$5.3-million award will boost understanding of plant genetics
By the end of next year, scientists will likely know the entire genetic makeup of the Arabidopsis thaliana plant, a mustard that is closely related to many food plants and used as a model for all aspects of plant biology. Availability of so much data about this plant -- the first to be completely sequenced - will be a significant step toward understanding the biology of all plants and improving agriculturally important crops such as corn, soybeans and rice.
To make best use of these data, the National Science Foundation (NSF) has awarded a five-year, $5.3 million grant to the Arabidopsis thaliana Information Resource (TAIR) project, a joint venture of the Carnegie Institution of Washington's (D.C.) Department of Plant Biology located at California's Stanford University and the National Center for Genome Resources (NCGR) in Santa Fe, New Mexico (which is receiving a sub-award).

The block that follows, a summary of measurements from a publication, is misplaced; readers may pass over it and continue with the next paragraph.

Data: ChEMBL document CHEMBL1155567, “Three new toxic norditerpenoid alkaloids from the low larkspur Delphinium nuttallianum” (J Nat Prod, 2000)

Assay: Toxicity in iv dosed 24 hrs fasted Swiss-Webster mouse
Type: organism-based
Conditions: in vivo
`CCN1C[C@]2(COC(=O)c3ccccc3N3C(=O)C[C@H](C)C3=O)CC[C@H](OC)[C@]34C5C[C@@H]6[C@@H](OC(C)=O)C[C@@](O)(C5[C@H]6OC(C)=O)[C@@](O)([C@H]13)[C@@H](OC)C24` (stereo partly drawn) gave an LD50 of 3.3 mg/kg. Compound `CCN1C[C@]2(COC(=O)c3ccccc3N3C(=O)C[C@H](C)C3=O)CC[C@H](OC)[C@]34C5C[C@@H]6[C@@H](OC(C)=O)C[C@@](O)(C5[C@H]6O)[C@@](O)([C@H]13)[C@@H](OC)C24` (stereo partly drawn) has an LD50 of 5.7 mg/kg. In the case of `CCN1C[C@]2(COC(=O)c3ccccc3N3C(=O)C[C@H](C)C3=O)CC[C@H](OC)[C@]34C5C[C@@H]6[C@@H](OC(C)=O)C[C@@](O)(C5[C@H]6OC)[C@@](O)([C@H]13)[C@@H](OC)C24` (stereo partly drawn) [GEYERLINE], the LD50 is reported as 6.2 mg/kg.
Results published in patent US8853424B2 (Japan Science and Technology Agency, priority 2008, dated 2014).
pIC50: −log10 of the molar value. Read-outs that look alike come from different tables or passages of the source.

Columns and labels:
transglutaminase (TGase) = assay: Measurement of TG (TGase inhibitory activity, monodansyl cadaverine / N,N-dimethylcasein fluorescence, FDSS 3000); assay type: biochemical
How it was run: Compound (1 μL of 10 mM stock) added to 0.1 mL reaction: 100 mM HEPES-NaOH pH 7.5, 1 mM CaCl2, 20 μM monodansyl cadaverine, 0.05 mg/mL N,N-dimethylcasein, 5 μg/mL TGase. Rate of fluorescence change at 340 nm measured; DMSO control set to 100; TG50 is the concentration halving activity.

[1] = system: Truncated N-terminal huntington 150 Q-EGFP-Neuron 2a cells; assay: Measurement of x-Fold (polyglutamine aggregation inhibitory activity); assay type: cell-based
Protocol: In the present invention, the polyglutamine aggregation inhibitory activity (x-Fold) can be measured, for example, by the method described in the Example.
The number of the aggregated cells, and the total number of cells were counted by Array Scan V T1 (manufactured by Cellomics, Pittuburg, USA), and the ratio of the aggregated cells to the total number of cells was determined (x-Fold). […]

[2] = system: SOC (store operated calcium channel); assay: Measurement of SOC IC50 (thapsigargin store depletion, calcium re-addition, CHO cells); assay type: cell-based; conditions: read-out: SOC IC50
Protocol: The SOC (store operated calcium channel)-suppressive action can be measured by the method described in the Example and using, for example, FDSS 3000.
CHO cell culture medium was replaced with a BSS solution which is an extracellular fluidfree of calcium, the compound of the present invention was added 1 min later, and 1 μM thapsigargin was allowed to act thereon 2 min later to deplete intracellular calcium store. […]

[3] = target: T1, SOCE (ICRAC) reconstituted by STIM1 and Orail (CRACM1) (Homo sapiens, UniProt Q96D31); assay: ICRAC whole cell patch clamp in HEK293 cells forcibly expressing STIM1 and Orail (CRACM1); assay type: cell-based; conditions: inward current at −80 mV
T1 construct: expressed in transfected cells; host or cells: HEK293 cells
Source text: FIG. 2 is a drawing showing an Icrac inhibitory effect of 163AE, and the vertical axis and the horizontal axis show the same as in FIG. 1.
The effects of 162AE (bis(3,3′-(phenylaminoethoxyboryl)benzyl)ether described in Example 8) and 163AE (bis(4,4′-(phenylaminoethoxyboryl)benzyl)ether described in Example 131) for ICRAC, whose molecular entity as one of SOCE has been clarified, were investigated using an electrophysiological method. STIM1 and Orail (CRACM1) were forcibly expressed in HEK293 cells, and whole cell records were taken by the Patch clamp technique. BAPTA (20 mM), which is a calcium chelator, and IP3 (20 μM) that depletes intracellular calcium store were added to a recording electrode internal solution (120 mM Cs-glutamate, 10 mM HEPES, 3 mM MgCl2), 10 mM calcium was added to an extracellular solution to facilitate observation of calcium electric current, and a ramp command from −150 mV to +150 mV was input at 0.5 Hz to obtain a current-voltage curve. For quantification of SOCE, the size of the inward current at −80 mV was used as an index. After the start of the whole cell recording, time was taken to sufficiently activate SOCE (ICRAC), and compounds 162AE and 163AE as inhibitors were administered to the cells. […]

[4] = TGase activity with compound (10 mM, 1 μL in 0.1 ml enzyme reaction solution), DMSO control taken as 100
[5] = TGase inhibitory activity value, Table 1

"NSF is committed to delivering a comprehensive information resource to the international Arabidopsis research community," says Paul Gilna, program director in NSF's division of biological infrastructure. "This award will allow for the development of an increased ability to respond quickly to user community needs."
The NSF grant will support a new, publicly accessible database, TAIR, which will contain all the information about the
Arabidopsis genome project and experimental data from literature to facilitate the analysis and interpretation of the plant's
genetic makeup. There is a direct link between most, if not all, genes of the model plant and those of 250,000 other plant
species, including commercially important ones. Arabidopsis, however, is easier to study because it has a highly compact
genome, with about a third the amount of DNA as rice, for example. TAIR will allow researchers to compare the DNA
sequences of other pla
Contact: Jean Thomas
National Science Foundation